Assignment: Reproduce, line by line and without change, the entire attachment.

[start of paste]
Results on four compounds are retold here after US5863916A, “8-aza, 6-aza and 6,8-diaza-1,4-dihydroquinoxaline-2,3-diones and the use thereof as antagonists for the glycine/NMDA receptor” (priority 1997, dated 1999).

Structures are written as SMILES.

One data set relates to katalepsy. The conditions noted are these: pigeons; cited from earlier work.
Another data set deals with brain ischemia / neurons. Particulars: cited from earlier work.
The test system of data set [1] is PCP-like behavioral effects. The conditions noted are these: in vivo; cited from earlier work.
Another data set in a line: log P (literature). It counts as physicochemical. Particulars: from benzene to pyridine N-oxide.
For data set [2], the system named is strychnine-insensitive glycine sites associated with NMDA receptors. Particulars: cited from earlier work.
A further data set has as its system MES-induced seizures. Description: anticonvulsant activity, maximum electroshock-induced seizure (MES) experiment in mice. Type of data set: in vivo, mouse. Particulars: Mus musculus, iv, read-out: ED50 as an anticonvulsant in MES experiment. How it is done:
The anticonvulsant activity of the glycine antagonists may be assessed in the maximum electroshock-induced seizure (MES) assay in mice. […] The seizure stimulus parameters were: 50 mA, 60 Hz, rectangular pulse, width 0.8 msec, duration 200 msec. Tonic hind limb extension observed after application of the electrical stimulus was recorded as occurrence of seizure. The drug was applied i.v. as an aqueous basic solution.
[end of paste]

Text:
Results on four compounds are retold here after US5863916A, “8-aza, 6-aza and 6,8-diaza-1,4-dihydroquinoxaline-2,3-diones and the use thereof as antagonists for the glycine/NMDA receptor” (priority 1997, dated 1999).

Structures are written as SMILES.

One data set relates to katalepsy. The conditions noted are these: pigeons; cited from earlier work.
Another data set deals with brain ischemia / neurons. Particulars: cited from earlier work.
The test system of data set [1] is PCP-like behavioral effects. The conditions noted are these: in vivo; cited from earlier work.
Another data set in a line: log P (literature). It counts as physicochemical. Particulars: from benzene to pyridine N-oxide.
For data set [2], the system named is strychnine-insensitive glycine sites associated with NMDA receptors. Particulars: cited from earlier work.
A further data set has as its system MES-induced seizures. Description: anticonvulsant activity, maximum electroshock-induced seizure (MES) experiment in mice. Type of data set: in vivo, mouse. Particulars: Mus musculus, iv, read-out: ED50 as an anticonvulsant in MES experiment. How it is done:
The anticonvulsant activity of the glycine antagonists may be assessed in the maximum electroshock-induced seizure (MES) assay in mice. […] The seizure stimulus parameters were: 50 mA, 60 Hz, rectangular pulse, width 0.8 msec, duration 200 msec. Tonic hind limb extension observed after application of the electrical stimulus was recorded as occurrence of seizure. The drug was applied i.v. as an aqueous basic solution.